The structure is one of the elements that formally characterizes this intervention. As explained in the previous chapter, this construction is made up of three different elements that then define a fourth element represented by the great void of the “phantom floor”. Each of these parts lives on its own functional and even structural logic.
The commercial floor connected to the basement of the car park is structured on an orthogonal mesh that is denser in the basement and rarefying on the commercial floor to allow maximum flexibility and the best arrangement of the supermarket shelves. Those structural pillars supports the amenity spaces where the relax area, the roof garden, the solarium and a large swimming pool are located. On the other hand, the suspended residential building uses concrete structural partitions which, arranged in a radial pattern, define the individual apartments in a regular way, allowing the best possible use of the internal spaces.
Finally, the walkways are supported by a structural system that uses the supporting walls of the residential block to hang a lighter structure made up of metal beams. Those connected to each other then support the walkways. This part of the structure is stiffened by the weight and by the arrangement of the parapets which also act as wall beams in some areas. These three systems use very different structural logics and, if the balconies and the residential volume manage to complete each other structurally, it is less intuitive to imagine a collaboration between the rarefied orthogonal structure of the commercial part and the radial arrangement of the structure of the residences.
The void left by the “phantom floor” allowed us to explore a solution in which a new structural system such as collagen connects the load bearing walls of the suspended block with the concrete pillars of the commercial part. The only apparent randomness of the stilted structure gives life to an organic space that characterizes the covered part of the phantom floor. The exhibit structure provides character to the space. Like a complex organism, the building seeks its own balance and in doing so it expresses that dynamism that the structural part tries to avoid.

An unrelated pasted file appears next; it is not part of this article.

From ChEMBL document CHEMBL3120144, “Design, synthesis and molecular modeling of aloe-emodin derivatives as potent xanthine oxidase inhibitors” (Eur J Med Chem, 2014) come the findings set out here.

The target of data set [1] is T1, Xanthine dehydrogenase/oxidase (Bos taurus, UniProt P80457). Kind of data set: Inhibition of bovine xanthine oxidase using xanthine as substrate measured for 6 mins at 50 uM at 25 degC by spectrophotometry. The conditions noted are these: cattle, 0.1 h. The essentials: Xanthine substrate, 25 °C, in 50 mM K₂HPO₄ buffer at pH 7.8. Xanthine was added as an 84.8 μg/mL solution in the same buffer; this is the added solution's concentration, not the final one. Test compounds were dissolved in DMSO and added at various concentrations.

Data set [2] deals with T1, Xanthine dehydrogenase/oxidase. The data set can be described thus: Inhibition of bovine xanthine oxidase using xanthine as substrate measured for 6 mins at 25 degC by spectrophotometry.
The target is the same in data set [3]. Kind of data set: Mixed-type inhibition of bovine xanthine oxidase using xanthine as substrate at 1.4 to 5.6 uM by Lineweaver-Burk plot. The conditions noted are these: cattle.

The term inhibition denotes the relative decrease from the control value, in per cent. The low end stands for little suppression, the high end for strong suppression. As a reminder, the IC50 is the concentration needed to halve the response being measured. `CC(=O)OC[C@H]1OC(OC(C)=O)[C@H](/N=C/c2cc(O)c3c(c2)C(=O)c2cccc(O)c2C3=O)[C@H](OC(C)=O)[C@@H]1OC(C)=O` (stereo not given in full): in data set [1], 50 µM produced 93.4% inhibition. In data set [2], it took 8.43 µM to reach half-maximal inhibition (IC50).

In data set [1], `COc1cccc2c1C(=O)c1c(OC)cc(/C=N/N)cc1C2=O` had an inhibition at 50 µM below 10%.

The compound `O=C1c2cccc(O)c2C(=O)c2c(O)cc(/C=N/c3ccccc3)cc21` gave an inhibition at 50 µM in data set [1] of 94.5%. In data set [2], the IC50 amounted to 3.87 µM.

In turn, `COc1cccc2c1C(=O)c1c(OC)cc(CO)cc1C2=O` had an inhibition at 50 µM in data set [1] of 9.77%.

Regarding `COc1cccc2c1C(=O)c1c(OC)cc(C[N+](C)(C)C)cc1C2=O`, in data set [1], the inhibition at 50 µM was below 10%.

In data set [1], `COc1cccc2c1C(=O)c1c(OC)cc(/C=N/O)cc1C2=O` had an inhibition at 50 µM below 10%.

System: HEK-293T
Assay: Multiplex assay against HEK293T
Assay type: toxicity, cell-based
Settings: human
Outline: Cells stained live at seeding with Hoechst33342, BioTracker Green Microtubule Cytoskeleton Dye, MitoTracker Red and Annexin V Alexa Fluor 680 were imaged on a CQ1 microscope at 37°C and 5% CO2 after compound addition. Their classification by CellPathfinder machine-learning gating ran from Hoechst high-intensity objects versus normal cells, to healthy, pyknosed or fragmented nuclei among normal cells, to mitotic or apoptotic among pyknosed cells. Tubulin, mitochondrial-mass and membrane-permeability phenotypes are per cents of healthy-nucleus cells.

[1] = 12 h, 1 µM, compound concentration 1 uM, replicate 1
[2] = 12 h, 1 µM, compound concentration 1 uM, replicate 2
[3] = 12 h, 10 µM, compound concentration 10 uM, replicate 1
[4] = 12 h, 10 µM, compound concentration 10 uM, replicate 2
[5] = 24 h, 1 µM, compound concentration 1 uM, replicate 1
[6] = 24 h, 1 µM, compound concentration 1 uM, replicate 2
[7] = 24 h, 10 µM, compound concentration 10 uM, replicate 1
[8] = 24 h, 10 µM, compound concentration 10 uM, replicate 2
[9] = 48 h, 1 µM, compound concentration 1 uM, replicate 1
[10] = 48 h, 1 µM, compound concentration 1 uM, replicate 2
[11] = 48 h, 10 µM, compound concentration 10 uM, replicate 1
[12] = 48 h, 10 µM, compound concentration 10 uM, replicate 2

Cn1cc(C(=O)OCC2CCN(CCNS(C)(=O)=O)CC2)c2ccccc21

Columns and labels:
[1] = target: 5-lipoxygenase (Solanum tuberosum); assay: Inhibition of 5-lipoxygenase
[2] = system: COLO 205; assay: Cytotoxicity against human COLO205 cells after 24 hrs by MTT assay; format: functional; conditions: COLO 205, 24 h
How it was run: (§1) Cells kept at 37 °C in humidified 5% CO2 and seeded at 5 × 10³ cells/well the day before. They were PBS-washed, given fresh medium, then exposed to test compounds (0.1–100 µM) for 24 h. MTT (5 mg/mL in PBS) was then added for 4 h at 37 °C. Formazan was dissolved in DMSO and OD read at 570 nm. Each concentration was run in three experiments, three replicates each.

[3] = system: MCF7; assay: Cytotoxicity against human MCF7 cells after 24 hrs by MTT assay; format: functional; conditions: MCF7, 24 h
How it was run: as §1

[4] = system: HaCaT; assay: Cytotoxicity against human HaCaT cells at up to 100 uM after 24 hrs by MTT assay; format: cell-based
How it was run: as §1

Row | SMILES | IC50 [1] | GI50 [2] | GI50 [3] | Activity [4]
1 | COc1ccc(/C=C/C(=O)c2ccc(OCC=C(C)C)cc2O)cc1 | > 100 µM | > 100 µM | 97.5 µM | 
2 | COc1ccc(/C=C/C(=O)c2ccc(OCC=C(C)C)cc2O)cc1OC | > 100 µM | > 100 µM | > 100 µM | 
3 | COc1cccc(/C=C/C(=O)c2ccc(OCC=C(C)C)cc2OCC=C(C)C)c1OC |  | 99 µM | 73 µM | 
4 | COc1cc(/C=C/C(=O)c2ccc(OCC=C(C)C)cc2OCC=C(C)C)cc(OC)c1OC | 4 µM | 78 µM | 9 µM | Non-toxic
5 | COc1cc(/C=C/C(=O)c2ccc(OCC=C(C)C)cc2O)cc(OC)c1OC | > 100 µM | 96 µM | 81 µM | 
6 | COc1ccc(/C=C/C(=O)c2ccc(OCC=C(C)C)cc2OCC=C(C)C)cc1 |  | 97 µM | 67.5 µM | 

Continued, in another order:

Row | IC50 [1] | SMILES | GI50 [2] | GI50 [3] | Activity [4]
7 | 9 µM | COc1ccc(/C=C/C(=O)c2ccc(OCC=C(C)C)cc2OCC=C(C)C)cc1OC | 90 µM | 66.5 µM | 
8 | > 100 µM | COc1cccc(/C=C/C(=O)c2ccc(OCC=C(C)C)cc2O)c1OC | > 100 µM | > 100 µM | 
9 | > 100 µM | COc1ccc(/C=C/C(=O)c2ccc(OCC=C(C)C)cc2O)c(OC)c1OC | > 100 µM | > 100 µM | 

The choice of materials follows the logic of using, reinterpreting and reinventing what exists in the surrounding visual landscape. At the same time, the theme
of duration over time and the reaction of materials to the aggressive maritime climate have guided and suggested our choices.
The commercial block that defines the podium by moving the ground floor to a higher level expresses its belonging to the earth through the use of bush hammered exposed reinforced concrete. This hard concrete block rises from Piazza Carducci, expanding its size through the monumental stairway which uses the same stone material. The body of the residences, suspended from the metal stilts, plays with the light, changing its reflections and colours during the different hours of the day. The walls appear to be white because it is cladded with white mosaic tiles but when the grazing light of sunrise or sunset hits the surfaces the building shines a variety of different colours. This effect of colouring the light (and not the building) was achieved by using stucco of different colours in the joint between the glass tiles. The resistance to the maritime climate of the ceramic and glass mosaic cladding made the use of this material popular during the years of maximum building expansion in Jesolo. Despite the not very valuable examples left in the area, we considered it important to reinterpret this material in order to exploit both its resistance characteristics and the partly unexplored ones of material expressiveness.
The distribution system of the suspended walkways imposes a strong vision of the building for visitors coming from the north.
It is an unexpected image, one where colour and matter play an important role in the perception of this new architectural organism. Inspired by the fishermen’s nets of the Venetian lagoon, the system of wire mesh railings uses the colours of green and blue, fading them from the first to the last floors of the building. The small coloured cabins arranged at the entrances to the apartments dot this elevation and in their irregular repetition recall the buoys used to support the fishing nets but also the cabins of the nearby beaches.
The vegetation that occupies a large part of the surface of the “phantom floor” acts as a filter between public and private spaces, but also contributes to designing the covered and uncovered areas of the podium. The covered condominium area on the common floor will thus become a place of refreshment and coolness during the hottest and sunniest hours, the water level of the swimming pool and the wooden flooring of the solarium will complete this landscape designed for well-being.